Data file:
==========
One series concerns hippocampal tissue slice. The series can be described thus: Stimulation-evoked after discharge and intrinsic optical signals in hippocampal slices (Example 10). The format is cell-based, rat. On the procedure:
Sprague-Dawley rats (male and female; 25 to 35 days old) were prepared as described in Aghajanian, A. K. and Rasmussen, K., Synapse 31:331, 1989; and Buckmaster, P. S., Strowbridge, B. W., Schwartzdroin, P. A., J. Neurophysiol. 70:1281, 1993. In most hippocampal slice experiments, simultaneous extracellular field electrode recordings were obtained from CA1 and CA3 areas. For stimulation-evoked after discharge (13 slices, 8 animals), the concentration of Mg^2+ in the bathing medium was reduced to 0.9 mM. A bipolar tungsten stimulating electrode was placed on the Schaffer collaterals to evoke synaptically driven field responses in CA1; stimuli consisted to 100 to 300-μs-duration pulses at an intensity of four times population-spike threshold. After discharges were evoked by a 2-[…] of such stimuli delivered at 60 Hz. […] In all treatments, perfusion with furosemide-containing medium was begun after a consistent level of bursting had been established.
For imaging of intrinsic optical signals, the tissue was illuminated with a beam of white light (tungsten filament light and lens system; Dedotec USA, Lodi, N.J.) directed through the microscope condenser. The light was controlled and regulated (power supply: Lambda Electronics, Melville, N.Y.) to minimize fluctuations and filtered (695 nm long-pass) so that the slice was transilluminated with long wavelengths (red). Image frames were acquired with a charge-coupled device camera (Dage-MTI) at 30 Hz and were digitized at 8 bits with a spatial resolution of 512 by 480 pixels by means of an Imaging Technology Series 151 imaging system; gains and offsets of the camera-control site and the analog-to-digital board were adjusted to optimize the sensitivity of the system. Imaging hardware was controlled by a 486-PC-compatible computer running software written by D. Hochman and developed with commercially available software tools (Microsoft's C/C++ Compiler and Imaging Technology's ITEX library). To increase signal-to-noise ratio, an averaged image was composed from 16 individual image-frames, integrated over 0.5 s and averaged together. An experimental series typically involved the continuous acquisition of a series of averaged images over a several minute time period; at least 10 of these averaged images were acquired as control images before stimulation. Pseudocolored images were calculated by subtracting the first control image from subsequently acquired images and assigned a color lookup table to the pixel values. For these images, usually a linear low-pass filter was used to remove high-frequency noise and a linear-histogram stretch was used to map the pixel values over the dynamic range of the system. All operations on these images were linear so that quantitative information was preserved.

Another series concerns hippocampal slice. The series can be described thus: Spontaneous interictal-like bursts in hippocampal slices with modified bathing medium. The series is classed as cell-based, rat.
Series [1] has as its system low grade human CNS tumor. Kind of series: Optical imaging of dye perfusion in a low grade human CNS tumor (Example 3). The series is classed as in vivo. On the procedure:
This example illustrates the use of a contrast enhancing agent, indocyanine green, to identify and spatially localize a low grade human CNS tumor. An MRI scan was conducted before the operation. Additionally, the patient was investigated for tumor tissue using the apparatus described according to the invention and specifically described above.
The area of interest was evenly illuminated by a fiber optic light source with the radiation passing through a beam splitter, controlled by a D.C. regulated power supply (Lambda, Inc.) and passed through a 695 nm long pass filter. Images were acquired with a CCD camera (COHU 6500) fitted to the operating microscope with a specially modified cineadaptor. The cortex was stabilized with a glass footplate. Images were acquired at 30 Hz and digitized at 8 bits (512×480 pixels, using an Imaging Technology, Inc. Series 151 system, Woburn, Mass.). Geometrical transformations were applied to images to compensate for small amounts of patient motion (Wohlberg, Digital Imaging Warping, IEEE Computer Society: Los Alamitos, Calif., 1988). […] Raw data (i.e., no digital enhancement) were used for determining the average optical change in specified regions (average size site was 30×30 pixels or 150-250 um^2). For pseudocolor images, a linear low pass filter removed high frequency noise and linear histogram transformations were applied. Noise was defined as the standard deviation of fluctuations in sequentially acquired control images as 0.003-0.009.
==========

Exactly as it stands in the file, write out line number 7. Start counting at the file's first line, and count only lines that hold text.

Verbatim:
The area of interest was evenly illuminated by a fiber optic light source with the radiation passing through a beam splitter, controlled by a D.C. regulated power supply (Lambda, Inc.) and passed through a 695 nm long pass filter. Images were acquired with a CCD camera (COHU 6500) fitted to the operating microscope with a specially modified cineadaptor. The cortex was stabilized with a glass footplate. Images were acquired at 30 Hz and digitized at 8 bits (512×480 pixels, using an Imaging Technology, Inc. Series 151 system, Woburn, Mass.). Geometrical transformations were applied to images to compensate for small amounts of patient motion (Wohlberg, Digital Imaging Warping, IEEE Computer Society: Los Alamitos, Calif., 1988). […] Raw data (i.e., no digital enhancement) were used for determining the average optical change in specified regions (average size site was 30×30 pixels or 150-250 um^2). For pseudocolor images, a linear low pass filter removed high frequency noise and linear histogram transformations were applied. Noise was defined as the standard deviation of fluctuations in sequentially acquired control images as 0.003-0.009.